I would like to conclude this brief explanation of links that draw together the friendly, rather domestic, bliss of the relaxation response with the world of the near supernatural or religious ecstasy by remembering a friendly enough little character called Emile Coue. Coue was an impoverished apothecary from Troyes in France who found fame and fortune in the early days of this century by the realization of the powers of what came to be called auto-suggestion. For auto-suggestion we may substitute such words as faith, autogenics or even relaxation response.
Although today it would be hard to find many people with even the remotest idea of who Emile Coue was, in the 1920s his followers were thought to number millions. When he died in 1926 the event was of such international importance that it would now merit an instant radio and television newsflash. Coue was a considerable cult figure, and for those who used Coueism it was an aid to living of considerable substance. His message has been recalled and revamped today largely by the German neurologist J.
H. Schultz, and seems similar to what has become called autogenics. (An autogenics component is present in many of the techniques outlined in the 10-day plan.)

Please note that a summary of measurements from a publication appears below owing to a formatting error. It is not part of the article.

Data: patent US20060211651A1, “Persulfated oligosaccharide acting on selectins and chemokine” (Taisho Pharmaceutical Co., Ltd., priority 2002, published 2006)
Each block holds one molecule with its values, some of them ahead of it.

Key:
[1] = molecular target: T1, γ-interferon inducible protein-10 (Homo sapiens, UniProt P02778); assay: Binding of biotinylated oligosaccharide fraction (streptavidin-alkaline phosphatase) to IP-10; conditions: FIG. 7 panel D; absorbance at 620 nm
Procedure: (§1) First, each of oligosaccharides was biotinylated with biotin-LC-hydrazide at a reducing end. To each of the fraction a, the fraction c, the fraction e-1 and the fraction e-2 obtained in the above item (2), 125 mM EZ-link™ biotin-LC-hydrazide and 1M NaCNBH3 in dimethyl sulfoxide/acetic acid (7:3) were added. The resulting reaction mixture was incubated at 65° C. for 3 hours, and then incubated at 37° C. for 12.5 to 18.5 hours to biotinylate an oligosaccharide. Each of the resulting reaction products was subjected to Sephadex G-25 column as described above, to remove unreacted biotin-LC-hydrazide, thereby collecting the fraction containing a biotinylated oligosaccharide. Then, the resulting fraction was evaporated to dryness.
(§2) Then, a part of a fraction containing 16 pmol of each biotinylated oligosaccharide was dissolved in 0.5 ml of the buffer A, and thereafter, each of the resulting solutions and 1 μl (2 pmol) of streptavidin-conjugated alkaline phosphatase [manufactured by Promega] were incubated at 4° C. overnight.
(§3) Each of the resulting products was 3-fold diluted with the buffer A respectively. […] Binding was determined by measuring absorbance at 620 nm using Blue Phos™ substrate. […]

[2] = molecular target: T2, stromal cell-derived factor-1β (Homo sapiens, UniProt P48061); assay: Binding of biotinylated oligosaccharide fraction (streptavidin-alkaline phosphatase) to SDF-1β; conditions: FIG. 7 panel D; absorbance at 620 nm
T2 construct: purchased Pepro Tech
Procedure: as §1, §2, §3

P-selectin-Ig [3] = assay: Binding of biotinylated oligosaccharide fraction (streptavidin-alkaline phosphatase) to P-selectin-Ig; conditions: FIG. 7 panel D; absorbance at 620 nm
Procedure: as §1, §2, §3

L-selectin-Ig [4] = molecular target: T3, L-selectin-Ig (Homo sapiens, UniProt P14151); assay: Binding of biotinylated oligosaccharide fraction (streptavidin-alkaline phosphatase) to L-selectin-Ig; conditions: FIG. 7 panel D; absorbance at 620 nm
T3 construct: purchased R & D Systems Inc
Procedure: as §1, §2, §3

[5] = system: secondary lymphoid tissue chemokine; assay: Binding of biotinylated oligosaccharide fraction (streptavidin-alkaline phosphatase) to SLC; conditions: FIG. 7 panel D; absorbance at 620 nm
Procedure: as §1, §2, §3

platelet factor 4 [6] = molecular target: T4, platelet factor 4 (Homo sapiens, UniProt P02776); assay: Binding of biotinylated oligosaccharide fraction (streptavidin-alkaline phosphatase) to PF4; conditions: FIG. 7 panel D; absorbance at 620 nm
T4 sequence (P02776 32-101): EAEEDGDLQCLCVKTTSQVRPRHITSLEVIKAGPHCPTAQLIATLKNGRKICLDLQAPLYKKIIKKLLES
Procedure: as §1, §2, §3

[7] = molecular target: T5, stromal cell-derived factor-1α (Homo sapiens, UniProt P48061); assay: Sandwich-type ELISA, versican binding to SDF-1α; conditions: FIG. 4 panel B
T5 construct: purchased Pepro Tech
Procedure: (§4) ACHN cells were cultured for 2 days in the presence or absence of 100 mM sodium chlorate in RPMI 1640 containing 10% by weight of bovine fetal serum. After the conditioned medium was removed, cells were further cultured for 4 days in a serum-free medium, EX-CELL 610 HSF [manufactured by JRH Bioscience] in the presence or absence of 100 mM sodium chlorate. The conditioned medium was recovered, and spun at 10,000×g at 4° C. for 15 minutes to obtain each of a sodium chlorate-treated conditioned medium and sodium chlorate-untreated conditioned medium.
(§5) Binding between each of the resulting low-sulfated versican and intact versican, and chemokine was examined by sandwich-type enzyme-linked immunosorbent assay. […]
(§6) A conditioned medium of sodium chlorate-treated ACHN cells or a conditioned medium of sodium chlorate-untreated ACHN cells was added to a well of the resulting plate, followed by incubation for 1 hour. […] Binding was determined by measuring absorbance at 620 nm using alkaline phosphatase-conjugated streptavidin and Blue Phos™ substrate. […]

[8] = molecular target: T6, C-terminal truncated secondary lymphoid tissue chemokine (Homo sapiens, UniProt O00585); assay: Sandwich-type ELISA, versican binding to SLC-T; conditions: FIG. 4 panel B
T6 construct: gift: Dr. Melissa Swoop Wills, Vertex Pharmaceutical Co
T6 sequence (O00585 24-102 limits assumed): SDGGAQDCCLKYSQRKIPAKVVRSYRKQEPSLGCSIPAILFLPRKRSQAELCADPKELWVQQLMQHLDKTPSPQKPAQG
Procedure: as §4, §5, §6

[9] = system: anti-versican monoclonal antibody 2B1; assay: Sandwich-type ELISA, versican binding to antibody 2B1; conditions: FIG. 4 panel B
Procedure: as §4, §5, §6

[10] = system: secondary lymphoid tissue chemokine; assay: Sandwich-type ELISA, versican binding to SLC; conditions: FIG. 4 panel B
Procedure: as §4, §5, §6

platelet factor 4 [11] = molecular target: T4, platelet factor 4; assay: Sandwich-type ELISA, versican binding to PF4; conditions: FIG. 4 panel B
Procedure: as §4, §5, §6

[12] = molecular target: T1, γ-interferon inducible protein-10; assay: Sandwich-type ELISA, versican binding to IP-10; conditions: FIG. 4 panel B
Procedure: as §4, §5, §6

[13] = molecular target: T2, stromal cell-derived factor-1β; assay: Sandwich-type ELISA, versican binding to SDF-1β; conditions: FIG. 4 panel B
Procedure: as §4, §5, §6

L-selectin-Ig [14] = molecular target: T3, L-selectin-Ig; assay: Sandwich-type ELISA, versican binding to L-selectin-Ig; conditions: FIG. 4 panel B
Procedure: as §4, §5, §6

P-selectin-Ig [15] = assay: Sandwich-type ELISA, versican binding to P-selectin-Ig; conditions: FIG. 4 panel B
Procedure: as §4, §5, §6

Coue’s beliefs were simple and his message was plain. He maintained that ‘the unconscious self is the grand dictator of all our functions’ and that self-distrust plays a large part in the genesis of all our ills. He believed that auto-suggestion was capable of curing the majority of the problems which our flesh is heir to. His system happily was as simple as his credo. Every morning on waking and every night before sleeping it was necessary to shut the eyes and repeat 20 times (while moving the lips and mechanically counting 20 knots on a string or tape between the fingers) the words: ‘Every day in every respect I am getting better and better. The important thing was the degree of concentration and the confidence and faith with which this mantra was repeated. Enthusiasts claimed that only three per cent of participants in Coueism failed to respond – some quickly, some less so.
Coue believed his system worked by ‘annihilating’ the conscious mind, while the subconscious mind stayed awake, receptive, and could be spoken to. Although his method does not apply any breathing, stroking or touching techniques, it demonstrates that the relaxation response (which was surely the therapeutic factor in this rather strange little treatment) can clearly be stimulated in a wide variety of ways, some of which doubtless we are unaware of still. That it is possible to think one’s way into a satisfactory relaxation response has been amply demonstrated with reference to biofeedback, which I shall discuss in the next chapter.